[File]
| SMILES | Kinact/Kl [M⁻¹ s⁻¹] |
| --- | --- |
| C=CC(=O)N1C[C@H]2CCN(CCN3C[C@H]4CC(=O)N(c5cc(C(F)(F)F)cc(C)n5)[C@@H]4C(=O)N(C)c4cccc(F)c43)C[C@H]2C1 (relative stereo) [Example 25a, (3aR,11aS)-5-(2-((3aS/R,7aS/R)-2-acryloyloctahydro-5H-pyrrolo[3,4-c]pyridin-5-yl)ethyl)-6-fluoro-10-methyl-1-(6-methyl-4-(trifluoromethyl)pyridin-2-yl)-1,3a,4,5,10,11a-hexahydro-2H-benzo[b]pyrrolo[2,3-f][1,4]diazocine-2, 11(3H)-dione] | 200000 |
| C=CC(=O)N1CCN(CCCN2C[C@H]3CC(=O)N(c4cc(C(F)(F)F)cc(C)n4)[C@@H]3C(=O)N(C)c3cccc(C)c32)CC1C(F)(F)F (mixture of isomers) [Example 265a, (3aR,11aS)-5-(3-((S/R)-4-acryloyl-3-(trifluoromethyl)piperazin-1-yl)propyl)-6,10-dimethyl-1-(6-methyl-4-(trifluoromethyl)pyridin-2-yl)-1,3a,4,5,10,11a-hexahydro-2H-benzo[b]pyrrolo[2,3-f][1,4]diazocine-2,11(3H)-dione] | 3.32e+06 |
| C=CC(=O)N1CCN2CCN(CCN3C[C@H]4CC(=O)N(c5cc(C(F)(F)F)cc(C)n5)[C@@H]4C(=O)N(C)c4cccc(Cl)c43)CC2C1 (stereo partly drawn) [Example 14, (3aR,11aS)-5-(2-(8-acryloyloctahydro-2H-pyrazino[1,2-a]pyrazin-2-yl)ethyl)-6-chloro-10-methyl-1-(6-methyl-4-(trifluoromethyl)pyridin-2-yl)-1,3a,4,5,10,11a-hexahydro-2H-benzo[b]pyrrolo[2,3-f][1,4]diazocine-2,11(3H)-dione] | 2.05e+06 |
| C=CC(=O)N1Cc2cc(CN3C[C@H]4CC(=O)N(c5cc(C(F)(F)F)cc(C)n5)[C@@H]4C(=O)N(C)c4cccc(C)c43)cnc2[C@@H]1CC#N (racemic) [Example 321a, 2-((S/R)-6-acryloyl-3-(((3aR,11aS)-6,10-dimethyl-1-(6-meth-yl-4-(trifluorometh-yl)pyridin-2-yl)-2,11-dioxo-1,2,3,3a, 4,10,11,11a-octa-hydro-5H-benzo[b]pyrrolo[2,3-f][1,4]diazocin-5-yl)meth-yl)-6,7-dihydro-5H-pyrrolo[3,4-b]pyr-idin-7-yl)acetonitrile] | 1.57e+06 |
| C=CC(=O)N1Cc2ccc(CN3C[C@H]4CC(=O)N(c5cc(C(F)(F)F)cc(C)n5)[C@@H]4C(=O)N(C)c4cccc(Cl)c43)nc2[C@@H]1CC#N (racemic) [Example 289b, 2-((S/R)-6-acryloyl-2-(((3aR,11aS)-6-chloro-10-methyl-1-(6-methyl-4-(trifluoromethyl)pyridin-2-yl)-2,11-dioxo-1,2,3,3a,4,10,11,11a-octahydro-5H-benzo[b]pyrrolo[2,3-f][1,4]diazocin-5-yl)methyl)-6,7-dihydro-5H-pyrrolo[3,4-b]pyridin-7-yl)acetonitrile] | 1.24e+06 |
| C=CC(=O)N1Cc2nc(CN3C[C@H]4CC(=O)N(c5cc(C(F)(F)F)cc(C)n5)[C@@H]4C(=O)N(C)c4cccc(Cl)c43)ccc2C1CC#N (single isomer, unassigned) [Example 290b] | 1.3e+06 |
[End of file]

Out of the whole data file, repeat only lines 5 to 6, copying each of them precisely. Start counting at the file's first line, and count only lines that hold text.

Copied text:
| C=CC(=O)N1CCN2CCN(CCN3C[C@H]4CC(=O)N(c5cc(C(F)(F)F)cc(C)n5)[C@@H]4C(=O)N(C)c4cccc(Cl)c43)CC2C1 (stereo partly drawn) [Example 14, (3aR,11aS)-5-(2-(8-acryloyloctahydro-2H-pyrazino[1,2-a]pyrazin-2-yl)ethyl)-6-chloro-10-methyl-1-(6-methyl-4-(trifluoromethyl)pyridin-2-yl)-1,3a,4,5,10,11a-hexahydro-2H-benzo[b]pyrrolo[2,3-f][1,4]diazocine-2,11(3H)-dione] | 2.05e+06 |
| C=CC(=O)N1Cc2cc(CN3C[C@H]4CC(=O)N(c5cc(C(F)(F)F)cc(C)n5)[C@@H]4C(=O)N(C)c4cccc(C)c43)cnc2[C@@H]1CC#N (racemic) [Example 321a, 2-((S/R)-6-acryloyl-3-(((3aR,11aS)-6,10-dimethyl-1-(6-meth-yl-4-(trifluorometh-yl)pyridin-2-yl)-2,11-dioxo-1,2,3,3a, 4,10,11,11a-octa-hydro-5H-benzo[b]pyrrolo[2,3-f][1,4]diazocin-5-yl)meth-yl)-6,7-dihydro-5H-pyrrolo[3,4-b]pyr-idin-7-yl)acetonitrile] | 1.57e+06 |